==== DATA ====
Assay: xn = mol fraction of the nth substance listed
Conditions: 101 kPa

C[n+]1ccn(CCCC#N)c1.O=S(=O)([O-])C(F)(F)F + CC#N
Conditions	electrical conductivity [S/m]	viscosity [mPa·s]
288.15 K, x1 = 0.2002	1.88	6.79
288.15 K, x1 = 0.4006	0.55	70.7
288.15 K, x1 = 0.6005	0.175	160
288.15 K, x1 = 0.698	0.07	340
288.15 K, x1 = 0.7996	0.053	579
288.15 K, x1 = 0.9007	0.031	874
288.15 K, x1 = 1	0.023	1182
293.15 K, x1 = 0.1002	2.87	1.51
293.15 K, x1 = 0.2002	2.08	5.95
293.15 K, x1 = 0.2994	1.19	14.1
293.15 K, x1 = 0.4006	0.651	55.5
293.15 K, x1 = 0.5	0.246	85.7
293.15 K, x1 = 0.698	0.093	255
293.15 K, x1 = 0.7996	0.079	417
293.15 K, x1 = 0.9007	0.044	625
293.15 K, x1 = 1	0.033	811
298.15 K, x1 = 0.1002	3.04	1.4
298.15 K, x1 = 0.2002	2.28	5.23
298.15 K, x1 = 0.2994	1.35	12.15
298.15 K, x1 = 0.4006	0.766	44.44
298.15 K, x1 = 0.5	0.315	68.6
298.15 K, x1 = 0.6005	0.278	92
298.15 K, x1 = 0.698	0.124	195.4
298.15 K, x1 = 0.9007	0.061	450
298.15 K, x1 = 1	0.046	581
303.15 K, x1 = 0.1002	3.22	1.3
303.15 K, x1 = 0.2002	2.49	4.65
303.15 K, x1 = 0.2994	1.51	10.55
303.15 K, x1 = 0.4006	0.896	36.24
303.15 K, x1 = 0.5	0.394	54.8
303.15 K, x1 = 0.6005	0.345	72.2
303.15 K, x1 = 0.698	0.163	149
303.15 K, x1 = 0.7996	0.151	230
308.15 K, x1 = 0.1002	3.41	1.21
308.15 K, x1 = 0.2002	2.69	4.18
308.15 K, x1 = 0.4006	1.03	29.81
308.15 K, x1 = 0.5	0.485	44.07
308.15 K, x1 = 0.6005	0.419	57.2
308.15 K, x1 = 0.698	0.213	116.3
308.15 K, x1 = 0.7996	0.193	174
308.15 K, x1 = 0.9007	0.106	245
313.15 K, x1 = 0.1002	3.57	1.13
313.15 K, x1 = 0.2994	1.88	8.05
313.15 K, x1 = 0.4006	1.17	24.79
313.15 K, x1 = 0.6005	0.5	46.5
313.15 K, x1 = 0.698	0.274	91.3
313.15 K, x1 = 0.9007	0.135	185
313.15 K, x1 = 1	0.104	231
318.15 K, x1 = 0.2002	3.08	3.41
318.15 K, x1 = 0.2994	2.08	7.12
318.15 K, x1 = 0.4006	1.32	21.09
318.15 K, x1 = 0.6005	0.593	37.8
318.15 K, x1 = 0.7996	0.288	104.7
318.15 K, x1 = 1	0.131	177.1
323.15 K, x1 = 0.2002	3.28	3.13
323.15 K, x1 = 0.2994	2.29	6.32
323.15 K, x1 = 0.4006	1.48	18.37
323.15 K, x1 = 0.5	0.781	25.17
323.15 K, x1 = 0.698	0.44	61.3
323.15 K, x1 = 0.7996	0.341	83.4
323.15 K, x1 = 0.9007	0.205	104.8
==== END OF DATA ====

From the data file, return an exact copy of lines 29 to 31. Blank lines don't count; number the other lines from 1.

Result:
298.15 K, x1 = 1	0.046	581
303.15 K, x1 = 0.1002	3.22	1.3
303.15 K, x1 = 0.2002	2.49	4.65